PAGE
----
According to reports, the Bola Tinubu administration is expected to pay off a $3.4 billion debt owed to the International Monetary Fund (IMF) during this tenure. The Federal Government is expected to pay a total of $3.51 billion between 2022 and 2026 for the loan. However, according to information obtained from a webpage on the IMF website, titled “Nigeria: Financial Position in the Fund as of July 31, 2023,” there is an outstanding of $3.19 billion, which will be paid off during the current administration.
In April 2020, the IMF approved $3.4 billion in emergency financial assistance under the Rapid Financing Instrument to support Nigeria’s efforts in addressing the severe economic impact of the COVID-19 shock and the sharp fall in oil prices. The COVID-19 pandemic had resulted in the government declaring a weeks long lockdown. This affected the economy, leading to a historic contraction in real GDP growth and to large external and fiscal financing needs. The agency had stated that following the impact of the pandemic, the government’s commitment to medium-term macroeconomic stability remained crucial to support the recovery and ensure debt remains sustainable.
Loan was given to cushion the effect of the economic downturn.
This financial assistance was to help limit the decline in international reserves and provide financing to the budget for targeted and temporary spending increases, which was aimed at containing and mitigating the economic impact of the pandemic and of the sharp fall in international oil prices. At the time, the IMF said that it remained closely engaged with the Nigerian authorities and stood ready to provide policy advice and further support as needed. The pandemic magnified Nigeria vulnerabilities, prompting the Fund to come to the country’s aid.
After the Executive Board discussion of Nigeria, Mr. Mitsuhiro Furusawa, Deputy Managing Director and Acting Chair, had issued a statement that the focus should remain on medium-term macroeconomic stability, with revenue-based fiscal consolidation essential to keep Nigeria debt sustainable and create fiscal space for priority spending. Specifically, he had said that the implementation of the reform priorities under the Economic Recovery and Growth Plan, particularly on power and governance, remained crucial to boost growth over the medium term.
Schedule of payments by the Federal Government.
Eventually, the loaned amount was disbursed on April 30, 2020. It was also disclosed that out of four agreed loans, disbursement was made on only one loan. Under a section titled “Overdue Obligations and Projected Payments to Fund,” the webpage showed a breakdown of how much Nigeria is expected to pay each year. The amount to be paid was provided in the Special Drawing Rights (SDR). The SDR is an international reserve asset, which was created by the IMF in 1969 to supplement its member countries’ official reserves.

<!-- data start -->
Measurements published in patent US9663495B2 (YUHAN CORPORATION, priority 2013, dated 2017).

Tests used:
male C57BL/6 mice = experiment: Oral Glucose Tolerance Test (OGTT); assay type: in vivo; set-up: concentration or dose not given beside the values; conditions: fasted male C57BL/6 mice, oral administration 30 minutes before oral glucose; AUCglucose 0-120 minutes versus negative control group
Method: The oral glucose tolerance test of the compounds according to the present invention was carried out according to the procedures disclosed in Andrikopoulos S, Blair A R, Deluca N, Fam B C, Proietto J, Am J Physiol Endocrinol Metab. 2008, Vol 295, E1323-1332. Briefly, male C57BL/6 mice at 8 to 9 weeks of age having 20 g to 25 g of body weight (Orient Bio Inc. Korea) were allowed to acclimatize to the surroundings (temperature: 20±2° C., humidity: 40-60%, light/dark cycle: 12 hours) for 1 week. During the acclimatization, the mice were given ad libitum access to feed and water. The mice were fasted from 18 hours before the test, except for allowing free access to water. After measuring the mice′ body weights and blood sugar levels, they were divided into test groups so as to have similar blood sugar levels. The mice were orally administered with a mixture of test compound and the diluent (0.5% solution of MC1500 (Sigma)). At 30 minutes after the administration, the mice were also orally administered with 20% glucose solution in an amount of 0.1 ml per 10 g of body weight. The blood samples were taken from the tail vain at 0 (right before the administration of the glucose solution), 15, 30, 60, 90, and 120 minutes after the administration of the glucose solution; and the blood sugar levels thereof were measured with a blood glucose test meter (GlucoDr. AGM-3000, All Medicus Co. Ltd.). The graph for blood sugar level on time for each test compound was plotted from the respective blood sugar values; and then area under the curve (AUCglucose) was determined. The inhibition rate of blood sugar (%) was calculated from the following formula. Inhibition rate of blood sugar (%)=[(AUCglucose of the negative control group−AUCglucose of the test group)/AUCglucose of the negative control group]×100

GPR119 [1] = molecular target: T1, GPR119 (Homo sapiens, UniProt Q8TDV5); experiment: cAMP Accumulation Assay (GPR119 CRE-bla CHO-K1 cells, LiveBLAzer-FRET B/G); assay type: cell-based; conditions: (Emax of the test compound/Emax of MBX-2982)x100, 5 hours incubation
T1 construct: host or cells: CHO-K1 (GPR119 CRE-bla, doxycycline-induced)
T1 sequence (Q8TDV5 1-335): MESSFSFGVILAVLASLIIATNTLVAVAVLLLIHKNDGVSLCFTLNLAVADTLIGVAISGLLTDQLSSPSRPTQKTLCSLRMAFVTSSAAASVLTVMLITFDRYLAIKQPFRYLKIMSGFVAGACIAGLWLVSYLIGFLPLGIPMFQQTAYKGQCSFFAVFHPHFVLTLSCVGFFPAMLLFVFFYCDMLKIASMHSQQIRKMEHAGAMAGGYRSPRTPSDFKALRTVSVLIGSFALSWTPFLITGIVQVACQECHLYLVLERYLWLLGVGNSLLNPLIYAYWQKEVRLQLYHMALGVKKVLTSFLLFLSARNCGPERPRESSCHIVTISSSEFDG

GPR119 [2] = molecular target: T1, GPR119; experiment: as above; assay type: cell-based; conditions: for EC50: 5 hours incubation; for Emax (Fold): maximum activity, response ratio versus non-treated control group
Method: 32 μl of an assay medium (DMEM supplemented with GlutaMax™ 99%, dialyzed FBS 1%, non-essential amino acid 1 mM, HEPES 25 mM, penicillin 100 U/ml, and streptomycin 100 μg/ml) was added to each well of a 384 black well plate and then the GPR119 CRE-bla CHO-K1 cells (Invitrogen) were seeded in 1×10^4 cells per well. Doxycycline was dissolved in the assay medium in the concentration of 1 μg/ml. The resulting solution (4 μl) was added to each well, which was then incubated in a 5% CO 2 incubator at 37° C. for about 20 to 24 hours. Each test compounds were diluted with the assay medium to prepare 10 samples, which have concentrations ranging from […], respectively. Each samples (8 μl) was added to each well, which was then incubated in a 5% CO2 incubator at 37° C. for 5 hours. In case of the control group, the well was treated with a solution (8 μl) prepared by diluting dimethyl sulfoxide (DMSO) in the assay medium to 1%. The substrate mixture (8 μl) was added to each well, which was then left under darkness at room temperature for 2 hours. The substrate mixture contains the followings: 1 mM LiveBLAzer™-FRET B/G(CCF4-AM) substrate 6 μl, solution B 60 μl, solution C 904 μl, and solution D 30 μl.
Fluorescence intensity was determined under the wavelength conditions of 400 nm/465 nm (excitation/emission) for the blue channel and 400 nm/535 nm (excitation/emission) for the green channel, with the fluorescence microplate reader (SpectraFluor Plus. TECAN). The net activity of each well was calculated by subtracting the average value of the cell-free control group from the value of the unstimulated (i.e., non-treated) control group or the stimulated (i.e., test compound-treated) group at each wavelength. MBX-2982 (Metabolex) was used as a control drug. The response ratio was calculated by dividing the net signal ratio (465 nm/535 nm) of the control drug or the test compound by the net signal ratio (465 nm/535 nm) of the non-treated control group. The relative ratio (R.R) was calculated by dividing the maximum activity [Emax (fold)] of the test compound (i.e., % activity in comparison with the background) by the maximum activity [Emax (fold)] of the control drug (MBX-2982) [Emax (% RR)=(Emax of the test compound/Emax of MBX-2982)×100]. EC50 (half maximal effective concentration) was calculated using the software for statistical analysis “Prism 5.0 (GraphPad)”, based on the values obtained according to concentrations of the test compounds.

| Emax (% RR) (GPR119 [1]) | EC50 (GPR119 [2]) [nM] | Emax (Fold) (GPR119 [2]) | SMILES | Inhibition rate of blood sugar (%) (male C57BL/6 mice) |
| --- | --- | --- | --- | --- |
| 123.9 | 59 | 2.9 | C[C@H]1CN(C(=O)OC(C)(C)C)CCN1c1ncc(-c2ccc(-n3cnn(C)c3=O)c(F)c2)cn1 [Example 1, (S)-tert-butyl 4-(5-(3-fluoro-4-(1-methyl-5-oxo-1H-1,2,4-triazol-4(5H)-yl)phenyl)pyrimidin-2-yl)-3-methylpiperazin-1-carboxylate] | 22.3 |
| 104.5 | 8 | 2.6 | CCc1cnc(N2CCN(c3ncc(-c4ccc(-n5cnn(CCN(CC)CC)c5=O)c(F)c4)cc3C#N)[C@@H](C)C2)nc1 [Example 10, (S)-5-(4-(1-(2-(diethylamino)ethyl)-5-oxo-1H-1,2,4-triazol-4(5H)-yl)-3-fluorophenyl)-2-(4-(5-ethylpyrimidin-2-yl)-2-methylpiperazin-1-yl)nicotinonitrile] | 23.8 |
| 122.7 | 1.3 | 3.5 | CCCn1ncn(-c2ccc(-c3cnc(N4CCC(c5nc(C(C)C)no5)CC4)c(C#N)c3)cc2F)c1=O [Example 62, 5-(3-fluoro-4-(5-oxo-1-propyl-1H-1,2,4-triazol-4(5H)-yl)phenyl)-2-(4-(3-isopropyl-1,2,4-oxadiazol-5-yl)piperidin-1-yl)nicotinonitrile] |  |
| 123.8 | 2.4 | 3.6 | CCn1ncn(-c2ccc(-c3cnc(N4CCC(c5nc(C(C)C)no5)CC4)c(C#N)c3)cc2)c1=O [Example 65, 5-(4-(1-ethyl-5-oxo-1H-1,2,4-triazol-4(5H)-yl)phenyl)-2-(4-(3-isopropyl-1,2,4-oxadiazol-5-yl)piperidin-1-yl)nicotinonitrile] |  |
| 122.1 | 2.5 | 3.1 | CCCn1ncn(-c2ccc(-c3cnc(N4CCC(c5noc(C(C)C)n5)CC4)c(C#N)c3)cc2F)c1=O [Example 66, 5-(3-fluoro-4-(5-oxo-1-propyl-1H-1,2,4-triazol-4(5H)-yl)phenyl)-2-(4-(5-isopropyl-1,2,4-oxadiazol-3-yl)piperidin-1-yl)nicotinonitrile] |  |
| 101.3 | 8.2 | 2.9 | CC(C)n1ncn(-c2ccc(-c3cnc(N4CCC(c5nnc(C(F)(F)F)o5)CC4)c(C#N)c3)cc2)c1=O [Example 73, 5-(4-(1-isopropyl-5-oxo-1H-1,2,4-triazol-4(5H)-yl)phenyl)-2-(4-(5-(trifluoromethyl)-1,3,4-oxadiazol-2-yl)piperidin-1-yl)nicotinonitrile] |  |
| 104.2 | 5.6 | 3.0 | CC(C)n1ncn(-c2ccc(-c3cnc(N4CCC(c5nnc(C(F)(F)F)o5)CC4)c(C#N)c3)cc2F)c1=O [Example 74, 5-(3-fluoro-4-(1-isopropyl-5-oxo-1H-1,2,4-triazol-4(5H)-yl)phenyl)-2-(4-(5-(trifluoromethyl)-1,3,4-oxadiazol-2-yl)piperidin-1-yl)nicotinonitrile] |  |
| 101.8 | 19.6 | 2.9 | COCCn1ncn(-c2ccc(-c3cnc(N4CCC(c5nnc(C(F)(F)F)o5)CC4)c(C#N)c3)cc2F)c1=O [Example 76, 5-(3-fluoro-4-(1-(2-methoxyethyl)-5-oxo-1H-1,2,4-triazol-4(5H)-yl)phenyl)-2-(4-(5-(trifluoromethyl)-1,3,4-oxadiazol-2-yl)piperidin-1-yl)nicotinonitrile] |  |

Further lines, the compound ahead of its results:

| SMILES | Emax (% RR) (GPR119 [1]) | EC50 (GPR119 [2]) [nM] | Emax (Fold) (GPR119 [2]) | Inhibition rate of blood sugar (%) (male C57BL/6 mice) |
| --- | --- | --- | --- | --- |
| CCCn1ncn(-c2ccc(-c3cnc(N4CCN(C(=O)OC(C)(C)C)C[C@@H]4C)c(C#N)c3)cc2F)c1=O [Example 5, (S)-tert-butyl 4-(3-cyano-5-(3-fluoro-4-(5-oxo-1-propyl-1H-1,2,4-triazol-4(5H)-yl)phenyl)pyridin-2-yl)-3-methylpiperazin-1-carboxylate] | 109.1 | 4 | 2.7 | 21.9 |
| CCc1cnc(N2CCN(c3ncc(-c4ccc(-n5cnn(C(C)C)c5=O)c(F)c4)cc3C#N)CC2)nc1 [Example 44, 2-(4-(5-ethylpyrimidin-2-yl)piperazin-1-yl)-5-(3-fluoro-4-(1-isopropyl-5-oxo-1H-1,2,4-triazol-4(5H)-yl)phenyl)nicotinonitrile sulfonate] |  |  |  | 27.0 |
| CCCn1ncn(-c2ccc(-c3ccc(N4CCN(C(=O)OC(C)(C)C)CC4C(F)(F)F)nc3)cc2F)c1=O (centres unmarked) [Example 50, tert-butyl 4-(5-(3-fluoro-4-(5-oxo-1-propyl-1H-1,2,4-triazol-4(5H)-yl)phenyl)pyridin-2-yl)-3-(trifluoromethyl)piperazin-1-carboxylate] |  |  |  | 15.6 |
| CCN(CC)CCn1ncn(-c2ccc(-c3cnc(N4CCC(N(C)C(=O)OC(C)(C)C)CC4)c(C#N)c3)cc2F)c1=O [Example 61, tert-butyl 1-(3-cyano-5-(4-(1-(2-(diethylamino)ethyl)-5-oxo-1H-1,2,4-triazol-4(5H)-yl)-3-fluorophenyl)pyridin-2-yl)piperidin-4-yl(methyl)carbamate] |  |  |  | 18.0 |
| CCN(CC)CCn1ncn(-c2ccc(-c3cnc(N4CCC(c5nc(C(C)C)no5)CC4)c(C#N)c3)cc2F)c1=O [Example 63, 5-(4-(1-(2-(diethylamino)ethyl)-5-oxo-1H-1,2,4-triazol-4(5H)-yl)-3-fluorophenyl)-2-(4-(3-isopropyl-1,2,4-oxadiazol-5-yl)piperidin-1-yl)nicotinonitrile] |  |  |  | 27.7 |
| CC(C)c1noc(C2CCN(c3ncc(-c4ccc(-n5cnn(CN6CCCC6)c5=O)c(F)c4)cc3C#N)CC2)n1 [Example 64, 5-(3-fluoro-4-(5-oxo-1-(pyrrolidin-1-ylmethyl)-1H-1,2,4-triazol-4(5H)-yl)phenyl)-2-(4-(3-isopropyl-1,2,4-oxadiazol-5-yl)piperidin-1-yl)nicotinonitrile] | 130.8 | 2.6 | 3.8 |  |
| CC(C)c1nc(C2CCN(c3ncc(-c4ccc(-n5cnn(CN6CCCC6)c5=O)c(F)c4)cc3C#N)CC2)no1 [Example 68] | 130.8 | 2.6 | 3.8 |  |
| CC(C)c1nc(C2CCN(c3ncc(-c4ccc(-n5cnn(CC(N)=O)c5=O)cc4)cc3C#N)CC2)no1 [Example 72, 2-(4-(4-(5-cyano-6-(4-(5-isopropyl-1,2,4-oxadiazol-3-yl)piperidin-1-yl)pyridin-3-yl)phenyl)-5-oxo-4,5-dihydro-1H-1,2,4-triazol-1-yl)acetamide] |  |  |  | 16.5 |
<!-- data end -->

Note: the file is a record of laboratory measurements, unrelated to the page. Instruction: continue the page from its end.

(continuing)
Based on the exchange rate provided by the IMF on its website, SDR1 is currently $1.33. As a result, in 2023, Nigeria is expected to pay SDR 373.81m ($497.17 million), which includes principal (306.81m, the equivalent of $408.06 million) and interest fee (67m, which equals $89.11 million) on the loan. Nigeria is expected to pay a total of SDR 1.32bn ($1.76 billion) in 2024. This comprises a principal fee of 1.23bn ($1.64 billion) and an interest fee of 94.76m ($126.03 million). In 2025, Nigeria is expected to pay a total of SDR 650.58m ($865.27). This comprises a principal fee of 613.63m ($816.13 million) and an interest fee of 36.95m ($49.14 million).
CBN referenced the loan in its 2022 statements.
Also, the country is expected to pay a total of SDR 25.56m ($33.99 million) each in 2026 and 2027. These are both interest fees, which is the least amount during the repayment period. The media had also observed that repayment had been extended to 2027 from the initial 2026 earlier reported. The new administration is expected to pay $3.19 billion to the IMF, an indication that the previous government paid $320 million on the loan. The Central Bank of Nigeria (CBN) referenced the loan in its 2022 financial statements. According to it, repayment of the IMF loans as well as charges is the responsibility of the bank.
Debt Management Office Nigeria: Website